Politic-a-thon 2: No Review

Going over all of the films I’ve covered in both Politic-a-thons, there is one area of the world, with really interesting politics, that I have consistently ignored, that being South America. This is a region of the world filled with political instability and, over the past 60 years, a large number of coups (mostly organised by the US government) and the installation of dictators. Today, I’m going to look at a film about the downfall of one of these dictatorships, more specifically, the film about the campaign to remove General Pinochet from power in Chile through a democratic vote.
The plot concerns the build up to an election in Chile, organised by General Pinochet, in which the population would choose whether or not they want Pinochet to be their leader with the focus being on the No campaign. Initially, they have a lot of difficulty trying to gain support, since they are focusing on the atrocities committed in Chile by Pinochet’s government but an advert creator is later brought on board and turns the campaign around by encouraging the idea that life in Chile will be a lot happier without Pinochet, in an attempt to rouse the population from apathy and get them to vote, despite the fear that they will be attacked by the military. The film also shows the increasingly repressive measures taken against the No campaign by the military as the Yes campaign couldn’t match the creativity and liveliness of the No campaign (along with the No campaign having the support of Richard Dreyfuss, Jane Fonda and Christopher Reeve) letting you know just how much support the No campaign started to get. The main thing I like about the film is how it recreates the tone of the period and the adverts in particular, not just through the set and costume design but also through the filming. No was filmed in 4:3 and on VHS to recreate the style of the adverts, in the same way that Good Night and Good Luck used black and white. This extends to the film using the actual adverts from the campaigns, not doing any recreations (which I checked by watching the actual adverts on YouTube) which adds to the effect of the film. The film also goes into the conflicting nature faced by friends and colleagues over the vote, as shown by Rene Saavedera and Lucho Guzman, the main characters in the film, who work together in advertising for drinks and what not at the start of the film but end up being on different sides of the campaign with there being a lot of fear in Guzman that the Saavedera going to the No campaign could be dangerous to him.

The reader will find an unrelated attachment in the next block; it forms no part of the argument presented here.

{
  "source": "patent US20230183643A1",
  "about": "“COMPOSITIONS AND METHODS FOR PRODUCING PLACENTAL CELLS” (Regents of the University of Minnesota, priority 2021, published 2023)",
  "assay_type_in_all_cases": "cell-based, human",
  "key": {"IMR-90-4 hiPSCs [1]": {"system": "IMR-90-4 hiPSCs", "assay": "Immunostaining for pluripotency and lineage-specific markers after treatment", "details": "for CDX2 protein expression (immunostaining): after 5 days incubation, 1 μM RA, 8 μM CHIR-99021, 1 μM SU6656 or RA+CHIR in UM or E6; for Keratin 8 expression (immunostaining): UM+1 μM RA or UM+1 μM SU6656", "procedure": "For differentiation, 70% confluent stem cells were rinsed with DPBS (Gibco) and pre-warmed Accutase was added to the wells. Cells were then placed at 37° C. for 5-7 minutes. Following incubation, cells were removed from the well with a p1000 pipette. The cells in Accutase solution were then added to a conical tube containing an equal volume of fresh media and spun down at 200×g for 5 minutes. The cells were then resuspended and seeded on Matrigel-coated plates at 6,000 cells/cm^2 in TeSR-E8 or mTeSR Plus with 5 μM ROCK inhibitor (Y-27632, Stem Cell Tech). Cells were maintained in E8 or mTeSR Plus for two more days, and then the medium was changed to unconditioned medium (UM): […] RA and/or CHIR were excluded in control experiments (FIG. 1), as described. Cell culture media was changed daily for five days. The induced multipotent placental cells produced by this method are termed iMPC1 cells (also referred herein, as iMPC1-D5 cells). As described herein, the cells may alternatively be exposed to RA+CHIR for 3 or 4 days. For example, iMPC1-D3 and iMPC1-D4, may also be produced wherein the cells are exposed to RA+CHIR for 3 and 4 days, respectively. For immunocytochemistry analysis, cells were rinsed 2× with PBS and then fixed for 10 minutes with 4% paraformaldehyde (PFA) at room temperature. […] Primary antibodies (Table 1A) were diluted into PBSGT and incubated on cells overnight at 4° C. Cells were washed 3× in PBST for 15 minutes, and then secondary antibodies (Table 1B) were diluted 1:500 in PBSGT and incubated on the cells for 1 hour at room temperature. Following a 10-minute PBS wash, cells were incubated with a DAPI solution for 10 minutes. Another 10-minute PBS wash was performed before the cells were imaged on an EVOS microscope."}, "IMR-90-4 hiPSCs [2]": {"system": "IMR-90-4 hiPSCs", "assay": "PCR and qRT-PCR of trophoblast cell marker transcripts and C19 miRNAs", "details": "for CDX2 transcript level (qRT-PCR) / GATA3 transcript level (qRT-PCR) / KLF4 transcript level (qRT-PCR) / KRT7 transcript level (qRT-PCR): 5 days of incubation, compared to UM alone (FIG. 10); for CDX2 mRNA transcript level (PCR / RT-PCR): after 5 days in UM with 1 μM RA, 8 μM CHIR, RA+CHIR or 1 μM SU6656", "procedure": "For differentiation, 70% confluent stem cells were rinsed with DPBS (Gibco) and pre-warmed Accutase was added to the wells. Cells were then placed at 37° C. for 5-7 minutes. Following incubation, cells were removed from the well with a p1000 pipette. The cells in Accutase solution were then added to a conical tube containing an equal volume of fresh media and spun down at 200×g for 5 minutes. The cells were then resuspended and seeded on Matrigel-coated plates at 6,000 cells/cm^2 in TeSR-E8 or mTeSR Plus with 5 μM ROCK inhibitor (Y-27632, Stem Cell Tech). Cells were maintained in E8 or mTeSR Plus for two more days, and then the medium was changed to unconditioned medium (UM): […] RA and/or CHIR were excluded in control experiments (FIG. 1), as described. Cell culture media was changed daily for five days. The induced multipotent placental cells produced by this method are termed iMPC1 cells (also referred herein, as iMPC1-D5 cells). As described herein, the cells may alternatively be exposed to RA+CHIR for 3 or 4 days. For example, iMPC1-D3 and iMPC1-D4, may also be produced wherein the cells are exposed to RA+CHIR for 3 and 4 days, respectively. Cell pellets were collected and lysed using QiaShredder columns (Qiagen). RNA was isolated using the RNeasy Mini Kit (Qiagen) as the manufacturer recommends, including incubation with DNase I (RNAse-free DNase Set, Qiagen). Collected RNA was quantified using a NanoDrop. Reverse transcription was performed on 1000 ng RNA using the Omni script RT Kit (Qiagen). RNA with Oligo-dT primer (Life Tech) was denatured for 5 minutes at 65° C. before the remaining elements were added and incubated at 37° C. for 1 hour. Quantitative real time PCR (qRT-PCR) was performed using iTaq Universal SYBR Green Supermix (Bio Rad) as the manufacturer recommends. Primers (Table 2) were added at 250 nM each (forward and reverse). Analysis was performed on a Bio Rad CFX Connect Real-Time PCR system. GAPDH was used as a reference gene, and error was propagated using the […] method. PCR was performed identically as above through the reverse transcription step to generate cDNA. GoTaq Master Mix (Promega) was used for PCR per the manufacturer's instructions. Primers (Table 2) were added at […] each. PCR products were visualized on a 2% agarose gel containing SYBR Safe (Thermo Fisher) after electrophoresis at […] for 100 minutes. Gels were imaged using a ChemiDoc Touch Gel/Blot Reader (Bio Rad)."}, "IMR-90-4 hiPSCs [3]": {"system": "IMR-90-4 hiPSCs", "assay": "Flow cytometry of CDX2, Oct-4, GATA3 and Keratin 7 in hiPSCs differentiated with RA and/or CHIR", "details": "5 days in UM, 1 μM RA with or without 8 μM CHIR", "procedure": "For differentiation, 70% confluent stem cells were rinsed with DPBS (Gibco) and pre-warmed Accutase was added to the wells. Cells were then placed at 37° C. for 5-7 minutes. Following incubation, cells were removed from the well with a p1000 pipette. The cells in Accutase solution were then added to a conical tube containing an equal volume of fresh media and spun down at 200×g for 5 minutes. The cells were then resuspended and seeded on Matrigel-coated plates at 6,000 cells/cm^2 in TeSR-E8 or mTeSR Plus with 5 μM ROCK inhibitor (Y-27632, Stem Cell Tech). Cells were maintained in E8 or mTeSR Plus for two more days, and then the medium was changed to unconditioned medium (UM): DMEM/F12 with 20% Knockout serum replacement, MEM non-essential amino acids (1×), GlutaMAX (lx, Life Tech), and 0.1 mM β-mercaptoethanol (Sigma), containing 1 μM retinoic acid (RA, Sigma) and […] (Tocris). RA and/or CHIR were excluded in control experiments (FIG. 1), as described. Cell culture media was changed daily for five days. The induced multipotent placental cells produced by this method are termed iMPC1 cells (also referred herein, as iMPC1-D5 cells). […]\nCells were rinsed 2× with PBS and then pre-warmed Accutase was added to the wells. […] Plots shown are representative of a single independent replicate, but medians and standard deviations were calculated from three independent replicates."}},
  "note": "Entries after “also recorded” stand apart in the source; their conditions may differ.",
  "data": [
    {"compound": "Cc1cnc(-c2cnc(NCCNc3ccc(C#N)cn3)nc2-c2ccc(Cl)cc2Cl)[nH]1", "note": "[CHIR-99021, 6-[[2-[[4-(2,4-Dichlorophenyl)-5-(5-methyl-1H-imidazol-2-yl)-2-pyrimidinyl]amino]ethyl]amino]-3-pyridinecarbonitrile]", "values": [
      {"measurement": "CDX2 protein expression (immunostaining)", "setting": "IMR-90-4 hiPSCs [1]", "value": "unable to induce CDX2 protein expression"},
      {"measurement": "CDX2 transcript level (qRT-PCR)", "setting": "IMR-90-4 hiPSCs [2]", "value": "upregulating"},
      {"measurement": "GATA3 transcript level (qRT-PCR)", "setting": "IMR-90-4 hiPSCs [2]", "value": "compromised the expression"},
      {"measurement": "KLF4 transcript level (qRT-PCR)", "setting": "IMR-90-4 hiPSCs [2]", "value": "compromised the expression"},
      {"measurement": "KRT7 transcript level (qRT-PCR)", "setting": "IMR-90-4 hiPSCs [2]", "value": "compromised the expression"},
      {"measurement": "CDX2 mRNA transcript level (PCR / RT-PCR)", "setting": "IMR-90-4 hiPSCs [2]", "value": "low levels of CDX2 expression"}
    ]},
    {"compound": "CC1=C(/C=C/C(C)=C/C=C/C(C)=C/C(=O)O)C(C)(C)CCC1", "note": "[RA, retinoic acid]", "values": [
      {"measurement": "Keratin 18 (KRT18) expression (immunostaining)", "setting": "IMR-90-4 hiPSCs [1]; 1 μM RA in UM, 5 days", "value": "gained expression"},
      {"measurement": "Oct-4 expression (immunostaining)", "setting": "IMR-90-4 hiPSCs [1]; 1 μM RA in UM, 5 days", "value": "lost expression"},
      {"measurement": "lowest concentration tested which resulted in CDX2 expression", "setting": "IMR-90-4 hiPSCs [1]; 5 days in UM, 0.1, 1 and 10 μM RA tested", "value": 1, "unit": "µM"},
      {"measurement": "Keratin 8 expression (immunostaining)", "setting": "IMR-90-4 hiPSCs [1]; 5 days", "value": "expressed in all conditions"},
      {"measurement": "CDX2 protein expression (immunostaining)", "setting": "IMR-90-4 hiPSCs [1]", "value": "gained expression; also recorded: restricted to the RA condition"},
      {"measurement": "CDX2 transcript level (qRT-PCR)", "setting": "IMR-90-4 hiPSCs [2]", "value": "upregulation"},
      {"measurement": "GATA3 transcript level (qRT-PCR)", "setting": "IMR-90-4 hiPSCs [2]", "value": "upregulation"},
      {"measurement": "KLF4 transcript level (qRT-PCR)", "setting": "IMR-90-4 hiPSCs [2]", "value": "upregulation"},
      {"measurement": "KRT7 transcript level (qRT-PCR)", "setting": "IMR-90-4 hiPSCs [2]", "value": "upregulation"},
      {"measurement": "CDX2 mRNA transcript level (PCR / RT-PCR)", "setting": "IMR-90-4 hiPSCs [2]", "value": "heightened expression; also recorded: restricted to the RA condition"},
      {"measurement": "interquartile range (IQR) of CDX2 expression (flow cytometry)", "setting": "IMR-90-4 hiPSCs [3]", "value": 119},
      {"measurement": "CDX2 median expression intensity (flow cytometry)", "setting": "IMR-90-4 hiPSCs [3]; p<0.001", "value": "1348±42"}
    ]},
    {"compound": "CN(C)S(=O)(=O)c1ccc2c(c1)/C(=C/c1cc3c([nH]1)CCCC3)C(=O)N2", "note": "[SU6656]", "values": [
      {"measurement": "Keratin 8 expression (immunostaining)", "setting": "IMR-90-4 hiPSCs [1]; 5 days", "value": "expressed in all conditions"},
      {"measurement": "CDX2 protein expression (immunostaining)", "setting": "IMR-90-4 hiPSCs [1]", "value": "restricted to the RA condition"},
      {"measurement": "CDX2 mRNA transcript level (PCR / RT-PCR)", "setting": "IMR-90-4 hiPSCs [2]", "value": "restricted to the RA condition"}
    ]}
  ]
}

The performances meanwhile compliment the tone of the film. Gael Garcia Bernal is excellent as Saavedera, with the main thing that works being that he isn’t fully involved in politics before joining the No campaign, he has this outsider presence which allows him to highlight what is wrong with the No campaign and how the campaign can improve. He also shows the growing support he has for the No campaign and the fear that he faces for both himself and his son over what the military may do to him both during the campaign and if they win. This sense of fear is also shown by Alfredo Castro as Guzman who also gives a great performance. The actors playing the members of the No campaign also give great performances with all of them showing their disdain for the optimism brought in by Saavedera, believing that it is just cushioning the truth and that showing what Pinochet did will be a better campaign, but the film shows that the state sponsored media was complicit in censorship, meaning that, if the No campaign focused solely on the atrocities of Pinochet then the campaign would not be strong and the 15 minutes that each campaign had would have been used more effectively by the Yes campaign. The focus on optimism gains support from the people up to a point where the Yes campaign resorts to copying the adverts in the hope that people will overlook it, but the film shows that the people didn’t buy it, they responded better to genuine optimism rather than forced optimism, indicating that optimism trumps fear in political campaigns, something that politicians today should really learn.

Overall, No is a brilliant film looking at one of the great triumphs of 20th Century democracy. The fact that Pinochet allowed the vote to go ahead and responded to the results the way he did is incredible and the fact that the optimistic nature of the No campaign worked is fully shown here, aided by a great central performance from Gael Garcia Bernal.

My Rating: 4.5/5

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